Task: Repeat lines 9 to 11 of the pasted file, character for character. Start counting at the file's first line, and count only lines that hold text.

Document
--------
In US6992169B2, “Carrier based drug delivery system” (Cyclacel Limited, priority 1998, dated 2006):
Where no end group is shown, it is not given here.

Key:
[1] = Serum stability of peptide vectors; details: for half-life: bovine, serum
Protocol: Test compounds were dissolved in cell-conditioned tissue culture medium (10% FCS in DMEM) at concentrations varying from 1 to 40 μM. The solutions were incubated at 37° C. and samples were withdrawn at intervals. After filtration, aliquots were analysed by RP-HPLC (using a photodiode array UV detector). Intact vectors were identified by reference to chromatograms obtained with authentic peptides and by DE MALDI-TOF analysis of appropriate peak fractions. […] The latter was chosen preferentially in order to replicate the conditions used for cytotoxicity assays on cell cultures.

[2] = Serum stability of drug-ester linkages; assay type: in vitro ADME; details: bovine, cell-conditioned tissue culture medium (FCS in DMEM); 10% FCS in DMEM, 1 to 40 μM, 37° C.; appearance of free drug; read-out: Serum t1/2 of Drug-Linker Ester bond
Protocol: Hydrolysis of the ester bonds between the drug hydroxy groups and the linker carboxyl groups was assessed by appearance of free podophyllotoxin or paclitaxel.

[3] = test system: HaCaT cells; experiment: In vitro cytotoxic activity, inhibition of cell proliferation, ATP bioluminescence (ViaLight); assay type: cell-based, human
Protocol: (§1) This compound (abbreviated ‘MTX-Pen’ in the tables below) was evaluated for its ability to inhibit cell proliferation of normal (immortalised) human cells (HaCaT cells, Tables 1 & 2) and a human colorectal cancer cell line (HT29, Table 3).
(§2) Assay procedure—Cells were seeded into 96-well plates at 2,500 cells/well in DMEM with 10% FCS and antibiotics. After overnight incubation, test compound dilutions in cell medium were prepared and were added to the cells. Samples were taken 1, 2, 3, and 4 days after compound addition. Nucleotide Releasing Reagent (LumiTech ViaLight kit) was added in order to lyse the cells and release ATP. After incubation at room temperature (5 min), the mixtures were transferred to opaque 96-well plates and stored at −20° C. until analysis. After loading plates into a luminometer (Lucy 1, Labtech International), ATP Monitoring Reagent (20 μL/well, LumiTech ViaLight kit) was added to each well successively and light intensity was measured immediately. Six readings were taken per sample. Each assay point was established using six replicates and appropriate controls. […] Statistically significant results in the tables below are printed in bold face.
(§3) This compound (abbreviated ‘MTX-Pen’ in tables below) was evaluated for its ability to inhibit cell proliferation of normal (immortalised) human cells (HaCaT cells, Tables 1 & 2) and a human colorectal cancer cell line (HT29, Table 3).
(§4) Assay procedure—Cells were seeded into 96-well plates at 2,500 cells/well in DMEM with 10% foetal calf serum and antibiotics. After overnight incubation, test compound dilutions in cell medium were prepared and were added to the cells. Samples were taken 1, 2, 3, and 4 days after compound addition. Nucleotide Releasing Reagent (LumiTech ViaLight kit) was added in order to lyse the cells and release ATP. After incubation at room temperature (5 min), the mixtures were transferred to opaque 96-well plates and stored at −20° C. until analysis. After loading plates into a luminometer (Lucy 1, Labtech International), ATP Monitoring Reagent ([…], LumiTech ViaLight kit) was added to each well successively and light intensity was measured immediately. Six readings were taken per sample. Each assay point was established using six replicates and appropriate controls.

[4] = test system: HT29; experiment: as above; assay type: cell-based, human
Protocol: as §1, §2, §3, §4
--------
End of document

Protocol: (§1) This compound (abbreviated ‘MTX-Pen’ in the tables below) was evaluated for its ability to inhibit cell proliferation of normal (immortalised) human cells (HaCaT cells, Tables 1 & 2) and a human colorectal cancer cell line (HT29, Table 3).
(§2) Assay procedure—Cells were seeded into 96-well plates at 2,500 cells/well in DMEM with 10% FCS and antibiotics. After overnight incubation, test compound dilutions in cell medium were prepared and were added to the cells. Samples were taken 1, 2, 3, and 4 days after compound addition. Nucleotide Releasing Reagent (LumiTech ViaLight kit) was added in order to lyse the cells and release ATP. After incubation at room temperature (5 min), the mixtures were transferred to opaque 96-well plates and stored at −20° C. until analysis. After loading plates into a luminometer (Lucy 1, Labtech International), ATP Monitoring Reagent (20 μL/well, LumiTech ViaLight kit) was added to each well successively and light intensity was measured immediately. Six readings were taken per sample. Each assay point was established using six replicates and appropriate controls. […] Statistically significant results in the tables below are printed in bold face.
(§3) This compound (abbreviated ‘MTX-Pen’ in tables below) was evaluated for its ability to inhibit cell proliferation of normal (immortalised) human cells (HaCaT cells, Tables 1 & 2) and a human colorectal cancer cell line (HT29, Table 3).